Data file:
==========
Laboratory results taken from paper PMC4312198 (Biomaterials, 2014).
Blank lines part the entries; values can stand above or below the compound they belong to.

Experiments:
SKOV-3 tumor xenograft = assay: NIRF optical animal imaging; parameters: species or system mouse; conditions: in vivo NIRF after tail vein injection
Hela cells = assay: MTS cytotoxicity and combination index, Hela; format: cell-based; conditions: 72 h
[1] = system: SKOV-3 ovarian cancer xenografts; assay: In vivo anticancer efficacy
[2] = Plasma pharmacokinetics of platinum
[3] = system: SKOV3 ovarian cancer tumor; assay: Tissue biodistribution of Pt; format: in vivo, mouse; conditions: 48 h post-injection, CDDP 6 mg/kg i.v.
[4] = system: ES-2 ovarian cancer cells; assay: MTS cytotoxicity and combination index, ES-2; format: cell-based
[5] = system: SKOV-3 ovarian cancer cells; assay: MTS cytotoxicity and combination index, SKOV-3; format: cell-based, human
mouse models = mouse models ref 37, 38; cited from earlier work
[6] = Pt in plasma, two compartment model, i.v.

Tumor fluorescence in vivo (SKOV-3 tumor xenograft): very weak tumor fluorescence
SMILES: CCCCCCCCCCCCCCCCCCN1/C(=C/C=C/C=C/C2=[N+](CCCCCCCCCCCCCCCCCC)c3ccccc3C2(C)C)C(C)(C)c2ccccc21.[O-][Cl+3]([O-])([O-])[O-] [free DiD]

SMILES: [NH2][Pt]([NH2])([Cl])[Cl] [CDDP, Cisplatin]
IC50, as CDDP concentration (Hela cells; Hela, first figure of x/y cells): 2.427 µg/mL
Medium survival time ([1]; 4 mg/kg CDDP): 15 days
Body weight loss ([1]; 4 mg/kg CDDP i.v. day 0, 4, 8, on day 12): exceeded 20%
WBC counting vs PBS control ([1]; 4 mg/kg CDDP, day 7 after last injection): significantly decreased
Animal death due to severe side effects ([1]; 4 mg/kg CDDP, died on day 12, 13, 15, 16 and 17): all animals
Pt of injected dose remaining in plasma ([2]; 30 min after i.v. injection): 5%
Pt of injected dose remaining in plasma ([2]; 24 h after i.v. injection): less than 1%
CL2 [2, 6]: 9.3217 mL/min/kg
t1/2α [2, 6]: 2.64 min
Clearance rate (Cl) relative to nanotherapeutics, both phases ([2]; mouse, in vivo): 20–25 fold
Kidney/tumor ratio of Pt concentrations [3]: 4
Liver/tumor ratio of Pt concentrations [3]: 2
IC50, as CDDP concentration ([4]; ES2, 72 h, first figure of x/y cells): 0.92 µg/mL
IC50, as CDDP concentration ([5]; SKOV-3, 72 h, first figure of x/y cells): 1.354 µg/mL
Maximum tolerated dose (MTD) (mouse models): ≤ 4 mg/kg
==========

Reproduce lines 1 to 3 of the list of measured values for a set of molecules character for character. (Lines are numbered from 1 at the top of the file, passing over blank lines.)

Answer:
Laboratory results taken from paper PMC4312198 (Biomaterials, 2014).
Blank lines part the entries; values can stand above or below the compound they belong to.

Experiments: